Reply from Chris Huhne – “IT WILL BE SAFE”

Below is a letter sent today to Tim Farron MP.

Chris Huhne has told Tim Farron to let Radiation Free Lakeland know
that Geological Disposal “will be safe” and that
Cumbrians are not being stitched up – Mmmmm

Dear Tim,

Many thanks for asking questions on Radiation Free Lakeland’s behalf. The
reply from Chris Huhne is rather wide of the mark and we would appreciate
further questions directed to the Climate Change Secretary.

In the light of the 1995-96 Sellafield Inquiry Inspectors’ Report,
paragraph 8.53, which states: “The indications are, in my judgement,
still overwhelmingly that this site is not suitable for the proposed
repository, and that investigations should now be moved to one of the
more promising sites elsewhere”, whether the Secretary of State now
believes the site is now considered to be potentially suitable, and, if
so, will he now provide the evidence which led him to make this

We note that it contradicts the decision made by former Secretary of State
for the Environment John Gummer when he refused planning permission for
Nirex’s proposed Rock Characterisation Facility in 1997.

Chris Huhne has said that these two groups “were established on the basis
of recommendations..”
Does asking the Royal Society etc to nominate people who are ‘on message’
meet the requirements of The Code of Practice for Public Appointments?

Yours sincerely,
Marianne Birkby
on behalf of Radiation Free Lakeland

For info on Longlands Farm I attach the Nirex inquiry map showing the
larger ‘Site’ rectangle and the PRZ (red outline) within it.

Also the Inspector’s Report can be seen in full here:
The pdf on Prof David Smythe’s website is more accurate (layout etc.)
than the version (from CCC) belatedly posted on the Cumbria MRWS document

Letter from Climate Change Secretary Chris Huhne to Tim Farron MP 21st Nov 2011

Desalination Plant – Not enough Freshwater in Cumbria!

There's a hole in DECC's bucket



Michael Harrison from the Environment Agency telephoned Radiation Free Lakeland

this morning to confirm that while the Still Waters Partnership meeting had not mentioned nuclear

impacts on Cumbria’s freshwater resources there have been discussions within the EA, DECC and the nuke industry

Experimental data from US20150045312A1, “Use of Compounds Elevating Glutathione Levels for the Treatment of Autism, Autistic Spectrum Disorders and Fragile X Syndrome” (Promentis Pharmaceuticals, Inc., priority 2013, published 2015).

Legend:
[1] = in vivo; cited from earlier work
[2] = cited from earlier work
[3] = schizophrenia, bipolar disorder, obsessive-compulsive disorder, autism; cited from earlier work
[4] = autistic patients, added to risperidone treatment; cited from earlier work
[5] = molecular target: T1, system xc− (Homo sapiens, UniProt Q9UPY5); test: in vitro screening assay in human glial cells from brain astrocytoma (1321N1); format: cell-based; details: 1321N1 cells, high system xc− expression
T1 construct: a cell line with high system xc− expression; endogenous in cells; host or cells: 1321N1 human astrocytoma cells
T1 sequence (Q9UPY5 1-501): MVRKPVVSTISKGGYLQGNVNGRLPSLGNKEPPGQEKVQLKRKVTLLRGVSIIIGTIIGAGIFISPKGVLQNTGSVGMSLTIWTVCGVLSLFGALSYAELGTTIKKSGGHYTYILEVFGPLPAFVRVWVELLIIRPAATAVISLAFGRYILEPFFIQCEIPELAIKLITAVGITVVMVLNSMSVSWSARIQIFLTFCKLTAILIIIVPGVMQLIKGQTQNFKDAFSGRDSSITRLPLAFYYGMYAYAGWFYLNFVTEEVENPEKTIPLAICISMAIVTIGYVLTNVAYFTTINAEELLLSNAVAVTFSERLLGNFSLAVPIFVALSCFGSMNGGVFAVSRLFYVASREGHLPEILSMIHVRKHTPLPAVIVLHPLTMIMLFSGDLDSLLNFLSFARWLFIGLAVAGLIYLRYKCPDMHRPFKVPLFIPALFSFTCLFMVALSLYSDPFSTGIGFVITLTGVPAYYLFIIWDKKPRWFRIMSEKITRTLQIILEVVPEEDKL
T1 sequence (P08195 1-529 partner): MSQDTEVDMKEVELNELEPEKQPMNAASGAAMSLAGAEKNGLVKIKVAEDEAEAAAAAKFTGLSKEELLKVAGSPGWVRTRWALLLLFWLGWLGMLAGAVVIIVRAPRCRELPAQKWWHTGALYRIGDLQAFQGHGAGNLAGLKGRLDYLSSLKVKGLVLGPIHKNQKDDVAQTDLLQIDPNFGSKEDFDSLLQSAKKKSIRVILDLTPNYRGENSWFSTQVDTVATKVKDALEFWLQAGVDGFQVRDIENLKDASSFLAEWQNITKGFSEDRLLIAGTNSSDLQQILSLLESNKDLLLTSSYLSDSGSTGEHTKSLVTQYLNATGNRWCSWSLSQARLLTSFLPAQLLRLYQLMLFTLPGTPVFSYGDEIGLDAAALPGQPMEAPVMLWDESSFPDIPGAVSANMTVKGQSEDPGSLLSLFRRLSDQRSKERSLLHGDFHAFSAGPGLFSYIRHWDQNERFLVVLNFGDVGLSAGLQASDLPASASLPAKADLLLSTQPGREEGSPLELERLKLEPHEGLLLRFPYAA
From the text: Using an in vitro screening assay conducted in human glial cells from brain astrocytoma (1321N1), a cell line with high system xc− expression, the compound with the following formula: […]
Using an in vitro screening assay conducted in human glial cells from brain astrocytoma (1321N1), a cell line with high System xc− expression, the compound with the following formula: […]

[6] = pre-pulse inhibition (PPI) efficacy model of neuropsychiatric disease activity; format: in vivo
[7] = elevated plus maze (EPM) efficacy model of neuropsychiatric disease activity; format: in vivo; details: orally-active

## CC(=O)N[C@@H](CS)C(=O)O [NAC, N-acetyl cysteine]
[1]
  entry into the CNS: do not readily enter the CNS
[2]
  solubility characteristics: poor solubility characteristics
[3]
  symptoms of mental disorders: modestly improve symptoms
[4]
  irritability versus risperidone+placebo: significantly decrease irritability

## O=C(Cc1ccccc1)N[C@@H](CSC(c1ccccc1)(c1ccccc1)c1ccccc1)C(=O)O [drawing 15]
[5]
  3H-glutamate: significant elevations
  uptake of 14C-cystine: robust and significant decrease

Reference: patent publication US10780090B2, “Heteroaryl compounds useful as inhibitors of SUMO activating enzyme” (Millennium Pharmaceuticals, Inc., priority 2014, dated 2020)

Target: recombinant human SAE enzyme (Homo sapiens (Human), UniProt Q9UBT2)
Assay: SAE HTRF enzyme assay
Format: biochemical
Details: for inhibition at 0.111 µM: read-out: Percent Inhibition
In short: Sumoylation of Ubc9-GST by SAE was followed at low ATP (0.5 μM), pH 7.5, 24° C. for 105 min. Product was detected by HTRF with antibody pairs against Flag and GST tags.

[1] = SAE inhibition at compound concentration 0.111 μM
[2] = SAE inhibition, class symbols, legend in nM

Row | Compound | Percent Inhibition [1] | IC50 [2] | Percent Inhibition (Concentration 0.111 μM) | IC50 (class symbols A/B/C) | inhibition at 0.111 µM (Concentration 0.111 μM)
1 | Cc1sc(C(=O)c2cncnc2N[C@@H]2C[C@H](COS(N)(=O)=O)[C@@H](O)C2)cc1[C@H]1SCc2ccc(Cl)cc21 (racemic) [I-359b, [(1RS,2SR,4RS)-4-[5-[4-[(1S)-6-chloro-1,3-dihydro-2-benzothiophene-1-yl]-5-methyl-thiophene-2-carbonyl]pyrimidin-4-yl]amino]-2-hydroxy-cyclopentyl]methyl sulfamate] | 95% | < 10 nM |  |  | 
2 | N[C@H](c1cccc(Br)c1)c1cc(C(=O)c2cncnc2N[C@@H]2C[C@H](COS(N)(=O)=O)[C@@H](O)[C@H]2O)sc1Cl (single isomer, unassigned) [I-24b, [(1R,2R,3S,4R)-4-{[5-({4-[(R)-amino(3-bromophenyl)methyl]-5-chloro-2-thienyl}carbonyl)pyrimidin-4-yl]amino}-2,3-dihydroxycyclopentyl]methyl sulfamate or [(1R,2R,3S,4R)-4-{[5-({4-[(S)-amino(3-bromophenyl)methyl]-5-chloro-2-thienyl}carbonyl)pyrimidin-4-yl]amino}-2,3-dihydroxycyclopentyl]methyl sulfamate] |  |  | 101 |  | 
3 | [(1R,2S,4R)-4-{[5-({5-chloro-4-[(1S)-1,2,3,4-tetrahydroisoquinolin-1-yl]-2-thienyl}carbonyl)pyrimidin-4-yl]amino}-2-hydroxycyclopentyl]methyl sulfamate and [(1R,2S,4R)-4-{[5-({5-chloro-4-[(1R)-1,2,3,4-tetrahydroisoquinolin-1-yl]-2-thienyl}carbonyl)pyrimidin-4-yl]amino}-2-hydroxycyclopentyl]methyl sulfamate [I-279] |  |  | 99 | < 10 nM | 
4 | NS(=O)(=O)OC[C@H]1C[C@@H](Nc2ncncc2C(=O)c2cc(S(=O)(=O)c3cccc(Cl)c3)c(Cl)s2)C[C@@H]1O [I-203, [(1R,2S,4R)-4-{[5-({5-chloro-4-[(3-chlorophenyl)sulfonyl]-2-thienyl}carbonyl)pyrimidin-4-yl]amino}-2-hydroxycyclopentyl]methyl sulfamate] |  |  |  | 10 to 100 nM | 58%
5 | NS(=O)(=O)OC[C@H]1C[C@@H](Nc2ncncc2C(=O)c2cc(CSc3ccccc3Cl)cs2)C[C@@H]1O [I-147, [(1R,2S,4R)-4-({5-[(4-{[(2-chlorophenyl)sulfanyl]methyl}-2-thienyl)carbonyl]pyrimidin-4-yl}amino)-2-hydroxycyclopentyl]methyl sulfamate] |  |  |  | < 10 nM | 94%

about the problem of just where the freshwater will come from for the cooling of nuke wastes and new build.

The ‘solution’ which has been put forward by the industry and others is a desalination plant on the West Coast.

Proposed nuke plants in the south would also require new sources of freshwater.

Cumbria is the wettest place in England and there is not enough freshwater to supply the ferocious needs of

the nuclear industry.  A World Wildlife Fund report has said “Desalinating the sea is an expensive, energy

intensive and greenhouse gas-emitting way to get water.”

Apart from the  massive amounts of energy needed to power a desalination plant and the impacts on marine life,  there is  also the added bonus of the accumulated caesium and plutonium on the shifing seabed silts.   Caesium and plutonium would be dredged  up into a desalination plant to be concentrated into waste salts.  

Another cunning plan!

Why has the wettest place in England not got enough freshwater?

Radiation Free Lakeland protested today outside the Lake District Still
Waters Partnership meeting at the Hydro Hotel, Bowness.

Protestors asked delegates to direct a question to the chair Lord Clark
(who pulled out of the meeting).   Lord Clark  is chair of the Lake
District National Park Partnership and non executive director of

The question is: Where will the freshwater for new nuclear build and
wastes come from?

Millions of gallons of fresh water are already abstracted daily from
Wastwater and other fresh water sources to cool the wastes at Sellafield
(salt water is too corrosive).   Meanwhile United Utilities are striving
to find new freshwater sources for domestic supplies on the West Coast.

A RAFL spokesperson said "the discussions today about protecting the
Lakes’ water resources are all very worthy – but the biggest threat to
Cumbria’s Lakes, rivers and tarns is from the nuclear industry.  The
industry is being accommodated by regulators such as the Environment